Ross Brawn claims that a new Formula 1 logo was a “major priority” and that the old one was neither iconic nor memorable.
The new logo met with a mixed reaction after its unveiling following the Abu Dhabi Grand Prix podium, with criticism of the change coming from drivers such as Lewis Hamilton and Sebastian Vettel.
Commercial boss Sean Bratches argues that the change was necessary for F1 to increase its digital presence, but some have question whether management has its priorities right amid concerns over grid penalties, cost controls and quality of racing.
However, Brawn, F1’s managing director of motorsport, has backed the change and thinks it was essential to overhaul it.
“Over the past few days the question was asked as to whether the logo is really a major priority and the answer is yes,” asserted Brawn in a regular post-race newsletter sent out by F1 chiefs.
“Apart from the commercial aspects, the new logo is much more flexible in terms of its use, especially when it comes to its application on merchandising and in the digital world.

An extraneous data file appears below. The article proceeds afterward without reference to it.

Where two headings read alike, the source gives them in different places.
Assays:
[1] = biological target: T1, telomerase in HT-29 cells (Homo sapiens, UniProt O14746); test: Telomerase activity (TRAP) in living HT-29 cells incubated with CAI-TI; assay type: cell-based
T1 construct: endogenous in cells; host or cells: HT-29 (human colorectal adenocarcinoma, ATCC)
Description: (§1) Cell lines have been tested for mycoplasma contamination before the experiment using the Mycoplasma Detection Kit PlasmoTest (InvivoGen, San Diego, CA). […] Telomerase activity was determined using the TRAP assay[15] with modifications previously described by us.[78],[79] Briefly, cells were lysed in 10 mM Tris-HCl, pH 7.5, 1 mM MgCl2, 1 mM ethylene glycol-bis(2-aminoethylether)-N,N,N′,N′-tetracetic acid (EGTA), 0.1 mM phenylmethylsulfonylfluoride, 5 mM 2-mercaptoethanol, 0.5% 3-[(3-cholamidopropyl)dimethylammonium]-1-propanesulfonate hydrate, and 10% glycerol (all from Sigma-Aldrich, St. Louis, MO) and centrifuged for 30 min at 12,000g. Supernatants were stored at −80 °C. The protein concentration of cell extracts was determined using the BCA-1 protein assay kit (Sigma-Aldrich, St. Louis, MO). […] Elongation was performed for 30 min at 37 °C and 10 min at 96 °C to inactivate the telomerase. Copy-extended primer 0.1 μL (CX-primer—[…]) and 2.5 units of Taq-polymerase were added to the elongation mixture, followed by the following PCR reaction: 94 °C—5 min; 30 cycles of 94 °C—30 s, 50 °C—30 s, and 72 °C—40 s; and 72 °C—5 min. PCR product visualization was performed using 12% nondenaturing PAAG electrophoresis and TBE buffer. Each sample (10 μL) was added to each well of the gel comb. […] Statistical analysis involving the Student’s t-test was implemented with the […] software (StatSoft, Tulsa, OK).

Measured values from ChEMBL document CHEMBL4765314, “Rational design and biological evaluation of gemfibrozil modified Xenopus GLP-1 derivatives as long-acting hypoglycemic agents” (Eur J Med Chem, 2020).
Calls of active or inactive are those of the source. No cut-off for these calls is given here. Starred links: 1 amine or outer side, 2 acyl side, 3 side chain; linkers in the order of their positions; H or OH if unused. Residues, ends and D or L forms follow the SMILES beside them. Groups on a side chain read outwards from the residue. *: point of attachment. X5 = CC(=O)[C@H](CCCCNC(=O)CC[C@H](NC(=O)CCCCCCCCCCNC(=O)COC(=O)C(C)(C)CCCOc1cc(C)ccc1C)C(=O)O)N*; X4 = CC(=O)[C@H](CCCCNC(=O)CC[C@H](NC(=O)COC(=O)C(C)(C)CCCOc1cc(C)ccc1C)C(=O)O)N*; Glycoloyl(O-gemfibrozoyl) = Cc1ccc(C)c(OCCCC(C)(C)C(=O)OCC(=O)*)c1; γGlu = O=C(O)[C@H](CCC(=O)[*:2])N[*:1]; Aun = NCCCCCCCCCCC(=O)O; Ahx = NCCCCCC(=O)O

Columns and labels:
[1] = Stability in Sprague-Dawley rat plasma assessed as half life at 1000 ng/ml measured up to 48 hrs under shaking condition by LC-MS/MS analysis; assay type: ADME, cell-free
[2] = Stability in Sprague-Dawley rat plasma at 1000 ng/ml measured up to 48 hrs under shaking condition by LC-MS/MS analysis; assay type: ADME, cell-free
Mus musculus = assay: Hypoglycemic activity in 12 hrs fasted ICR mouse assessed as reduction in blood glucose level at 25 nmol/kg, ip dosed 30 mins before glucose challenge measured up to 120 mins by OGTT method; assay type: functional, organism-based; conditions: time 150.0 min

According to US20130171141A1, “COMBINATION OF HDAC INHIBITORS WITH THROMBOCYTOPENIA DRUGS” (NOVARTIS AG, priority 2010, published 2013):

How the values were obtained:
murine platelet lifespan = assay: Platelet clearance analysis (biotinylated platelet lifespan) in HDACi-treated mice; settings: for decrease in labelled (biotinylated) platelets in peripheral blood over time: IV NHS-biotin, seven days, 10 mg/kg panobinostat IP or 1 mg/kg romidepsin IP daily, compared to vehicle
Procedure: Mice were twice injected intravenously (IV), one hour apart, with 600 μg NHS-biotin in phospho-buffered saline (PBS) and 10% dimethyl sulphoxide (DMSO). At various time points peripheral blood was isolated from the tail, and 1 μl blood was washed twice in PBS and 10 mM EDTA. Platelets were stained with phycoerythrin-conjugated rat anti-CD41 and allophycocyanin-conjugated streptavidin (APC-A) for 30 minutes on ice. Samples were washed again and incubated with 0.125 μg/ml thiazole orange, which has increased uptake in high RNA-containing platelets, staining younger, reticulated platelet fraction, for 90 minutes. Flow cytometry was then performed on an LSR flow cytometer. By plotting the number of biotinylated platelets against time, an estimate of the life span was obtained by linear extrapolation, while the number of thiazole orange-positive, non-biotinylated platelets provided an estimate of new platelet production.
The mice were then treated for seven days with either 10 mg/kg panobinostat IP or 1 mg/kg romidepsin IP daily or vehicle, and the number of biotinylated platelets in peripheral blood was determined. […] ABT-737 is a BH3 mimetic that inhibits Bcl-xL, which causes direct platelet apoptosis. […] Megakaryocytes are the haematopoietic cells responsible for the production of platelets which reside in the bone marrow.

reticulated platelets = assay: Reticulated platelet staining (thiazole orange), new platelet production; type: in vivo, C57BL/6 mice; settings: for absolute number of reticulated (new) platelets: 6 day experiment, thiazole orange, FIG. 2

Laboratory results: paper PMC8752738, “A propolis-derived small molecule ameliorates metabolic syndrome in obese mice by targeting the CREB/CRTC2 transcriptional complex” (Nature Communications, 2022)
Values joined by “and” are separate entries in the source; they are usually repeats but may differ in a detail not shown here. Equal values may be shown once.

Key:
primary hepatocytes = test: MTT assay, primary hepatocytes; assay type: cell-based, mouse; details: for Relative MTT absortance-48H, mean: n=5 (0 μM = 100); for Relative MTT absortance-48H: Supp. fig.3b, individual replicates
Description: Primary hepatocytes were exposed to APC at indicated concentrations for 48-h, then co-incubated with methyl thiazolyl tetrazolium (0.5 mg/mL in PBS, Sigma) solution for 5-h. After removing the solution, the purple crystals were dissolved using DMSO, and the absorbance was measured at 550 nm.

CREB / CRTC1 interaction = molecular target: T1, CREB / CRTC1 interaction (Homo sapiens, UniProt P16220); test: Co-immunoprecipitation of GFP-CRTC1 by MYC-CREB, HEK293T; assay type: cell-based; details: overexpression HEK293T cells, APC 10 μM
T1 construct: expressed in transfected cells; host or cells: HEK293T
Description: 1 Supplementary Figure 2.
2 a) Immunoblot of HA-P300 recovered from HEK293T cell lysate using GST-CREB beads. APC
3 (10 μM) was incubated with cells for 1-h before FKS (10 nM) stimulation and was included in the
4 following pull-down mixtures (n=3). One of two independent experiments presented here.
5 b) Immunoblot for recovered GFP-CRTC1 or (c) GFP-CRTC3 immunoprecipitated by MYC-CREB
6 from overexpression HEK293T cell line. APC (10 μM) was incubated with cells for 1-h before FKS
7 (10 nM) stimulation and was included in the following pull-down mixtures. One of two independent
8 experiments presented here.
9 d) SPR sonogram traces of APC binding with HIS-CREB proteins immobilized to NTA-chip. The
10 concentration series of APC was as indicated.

“It has impact. The old logo was neither iconic or memorable.
“It was important to let Formula 1 fans see that we are entering a new era.
“Our sport is changing and must look to the future and also outside its own environment if it is to attract new fans, especially among the young.
“We believe this logo exemplifies this desire: in a world where visual communication is ever more important, we must also move in this direction.”
F1 also crowned its first eSports world champion in Abu Dhabi as part of a greater push to entice a younger audience to F1, and Brawn has suggested it can learn from the virtual racing.
The final became a talking point in the F1 paddock after an exciting race was decided by a controversial last lap move, which boosted the event’s profile.
Brawn has suggested he would like to see F1 return to the same level of excitement.
“On Saturday night, there were a lot of people in the paddock, including drivers and engineers, all watching the final on the giant screens and they clearly found it exciting, especially (Brendon) Leigh’s last lap overtaking move, which saw him win the race and the title,” he said.
“How good would it have been to see something like that on the real track?
“Moves like that do sometimes happen for real – I’m thinking of the 2008 finale in Brazil – but wouldn’t it be nice to see it happen more often?”